Eternal cosmologies deny the existence of a beginning. Eternal means no beginning and no end. No first moment. No last moment. In an eternal cosmological model, we have to reckon time only from defined moments, and we can imagine a timeline of infinite length in both directions from any point that we choose. The way we conceive of that is not of a beginning infinitely long before or an end infinitely long after but rather as “there’s always an earlier moment than any we describe and always a later moment than any we describe.”

Now the point isn’t that we know the universe is eternal. It’s that we don’t know that it isn’t. The whole point, by definition, of an eternal cosmology is that there is no first moment (i.e., no beginning).
He goes on to say,
The Kalam is exactly the kind of cosmology we would expect from people who hadn't yet discovered science…It would be absurd if they weren't so embarrassingly serious.

The Moral Argument to the Existence of God

As far as I can tell, the Islamic State could make the same moral argument to the existence of their god, using their own morality, where it’s okay to rape women, own slaves, chop off heads and burn people alive. Christians like Wallace Marshall would have to agree with their Moral Argument, but disagree with their morals. However, their morals are used as evidence that their god exists, just as his morals are used as evidence his god exists. So certain kinds of morals lead to certain kinds of gods. Or certain kinds of gods are used to justify certain kinds of morals. Which comes first? I’m as sure as sure can be that the morals come first. Where do believers get their morals from? That’s as tricky of a question as it is for me. But I can guarantee you Marshall does not get his morals from the Bible. For if he did, his morals would look much like the morals of the Islamic State. For in the Bible we see much of the same things, like slavery, holy wars, genocide or ethnic cleansing, and Inquisitions.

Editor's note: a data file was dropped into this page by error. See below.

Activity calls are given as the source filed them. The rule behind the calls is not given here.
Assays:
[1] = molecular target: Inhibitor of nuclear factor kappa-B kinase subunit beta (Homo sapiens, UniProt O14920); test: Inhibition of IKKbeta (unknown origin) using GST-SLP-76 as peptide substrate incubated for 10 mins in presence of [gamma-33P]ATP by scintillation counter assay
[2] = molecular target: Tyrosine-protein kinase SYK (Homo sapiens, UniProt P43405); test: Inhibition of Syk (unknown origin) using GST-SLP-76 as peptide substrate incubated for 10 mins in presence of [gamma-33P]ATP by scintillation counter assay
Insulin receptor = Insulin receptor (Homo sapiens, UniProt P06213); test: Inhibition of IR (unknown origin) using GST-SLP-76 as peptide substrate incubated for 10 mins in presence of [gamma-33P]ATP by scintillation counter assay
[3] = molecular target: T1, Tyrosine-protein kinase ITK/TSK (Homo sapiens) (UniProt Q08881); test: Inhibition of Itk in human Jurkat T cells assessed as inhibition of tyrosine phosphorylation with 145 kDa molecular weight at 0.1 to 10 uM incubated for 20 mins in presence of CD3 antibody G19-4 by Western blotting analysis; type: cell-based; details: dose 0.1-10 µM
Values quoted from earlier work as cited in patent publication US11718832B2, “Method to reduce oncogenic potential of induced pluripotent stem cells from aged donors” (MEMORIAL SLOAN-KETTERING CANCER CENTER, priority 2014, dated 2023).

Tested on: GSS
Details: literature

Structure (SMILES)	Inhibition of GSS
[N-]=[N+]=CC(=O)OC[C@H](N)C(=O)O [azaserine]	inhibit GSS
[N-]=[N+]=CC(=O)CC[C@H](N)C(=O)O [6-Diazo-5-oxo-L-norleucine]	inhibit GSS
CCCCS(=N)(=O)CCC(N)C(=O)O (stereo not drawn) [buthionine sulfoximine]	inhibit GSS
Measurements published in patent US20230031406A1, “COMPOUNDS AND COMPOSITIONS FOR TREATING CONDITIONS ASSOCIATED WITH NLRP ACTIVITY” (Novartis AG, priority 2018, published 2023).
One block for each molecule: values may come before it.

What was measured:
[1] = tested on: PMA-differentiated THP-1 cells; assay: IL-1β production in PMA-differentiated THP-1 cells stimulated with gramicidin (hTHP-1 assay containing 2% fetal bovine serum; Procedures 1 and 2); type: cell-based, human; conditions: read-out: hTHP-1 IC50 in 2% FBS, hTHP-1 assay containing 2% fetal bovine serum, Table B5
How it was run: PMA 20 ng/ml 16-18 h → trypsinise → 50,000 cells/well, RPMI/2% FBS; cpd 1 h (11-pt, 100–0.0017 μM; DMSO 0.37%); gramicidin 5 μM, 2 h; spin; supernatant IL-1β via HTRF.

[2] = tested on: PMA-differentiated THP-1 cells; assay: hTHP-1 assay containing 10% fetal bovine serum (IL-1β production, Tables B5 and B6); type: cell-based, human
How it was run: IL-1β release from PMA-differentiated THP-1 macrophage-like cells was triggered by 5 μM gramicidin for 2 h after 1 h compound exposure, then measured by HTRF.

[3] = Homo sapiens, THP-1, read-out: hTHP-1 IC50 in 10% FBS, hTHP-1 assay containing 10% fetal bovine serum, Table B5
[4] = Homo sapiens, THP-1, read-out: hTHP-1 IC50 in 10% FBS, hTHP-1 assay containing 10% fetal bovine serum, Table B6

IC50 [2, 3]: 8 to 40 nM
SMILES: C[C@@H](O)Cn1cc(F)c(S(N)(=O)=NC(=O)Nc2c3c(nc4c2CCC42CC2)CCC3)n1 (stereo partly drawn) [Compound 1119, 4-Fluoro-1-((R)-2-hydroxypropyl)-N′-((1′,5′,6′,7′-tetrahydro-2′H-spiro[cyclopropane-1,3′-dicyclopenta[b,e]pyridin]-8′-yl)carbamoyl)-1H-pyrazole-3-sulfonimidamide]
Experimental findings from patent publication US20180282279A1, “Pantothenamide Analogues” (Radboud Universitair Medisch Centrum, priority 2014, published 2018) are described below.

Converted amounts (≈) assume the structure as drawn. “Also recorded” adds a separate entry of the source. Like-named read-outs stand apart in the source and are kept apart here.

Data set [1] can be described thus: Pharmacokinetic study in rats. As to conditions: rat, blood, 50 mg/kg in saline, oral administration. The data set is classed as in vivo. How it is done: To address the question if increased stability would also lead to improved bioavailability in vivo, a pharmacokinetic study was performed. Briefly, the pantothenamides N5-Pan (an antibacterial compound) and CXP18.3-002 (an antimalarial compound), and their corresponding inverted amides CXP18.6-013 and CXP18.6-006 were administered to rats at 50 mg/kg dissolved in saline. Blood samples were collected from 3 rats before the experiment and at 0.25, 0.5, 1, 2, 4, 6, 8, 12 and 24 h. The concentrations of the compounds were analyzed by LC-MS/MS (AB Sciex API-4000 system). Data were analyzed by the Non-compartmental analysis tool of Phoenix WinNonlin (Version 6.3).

Regardless, there is no time in the history of ethics where Marshall could not make this argument based on the morals of his day. He could own slaves, offer up his child to Yahweh or have sex slaves and be heard to argue at the local pub that his god is the source of objective morals. This argument to god from morals is empty rhetoric without any content.

Since morals come first, I think Philosopher Raymond Bradley has produced a good counter-argument. Bradley: “If there are universal objective moral truths, then there is no God of the Bible. He then provides some universal objective moral truths that are counter to biblical morality: 1) “It is morally wrong to deliberately and mercilessly slaughter men, women, and children who are innocent of any serious wrongdoing”; 2) “It is morally wrong to provide one’s troops with young women captive with the prospect of their being used as sex slaves”; 3) “It is morally wrong to make people cannibalize their friends and family”; 4) “It is morally wrong to practice human sacrifice, by burning or otherwise”; 5) “It is morally wrong to torture people endlessly for their beliefs.” He argues that “if we take these moral principles as objective ones, as Christians themselves do, then since we find them commanded and permitted by the God of the Bible, he does not exist.”

My Opening Debate Statement vs Wallace Marshall

The details of the debate can be seen here on Facebook. Below is my 20 minute opening statement. Enjoy below.

Christianity or Atheism? Which Makes More Sense?

I'm Debating Dr. Wallace Marshall This Wednesday On the Existence of God

I'm going to debate Dr. Wallace Marshall this coming Wednesday, as announced here on Facebook. Wallace appears to have read my magnum opus and says two chapters in it should be "required reading for all evangelicals." Good! I searched and found a debate between Wallace and Phillip Drum on a similar topic. See what you think. Any suggestions?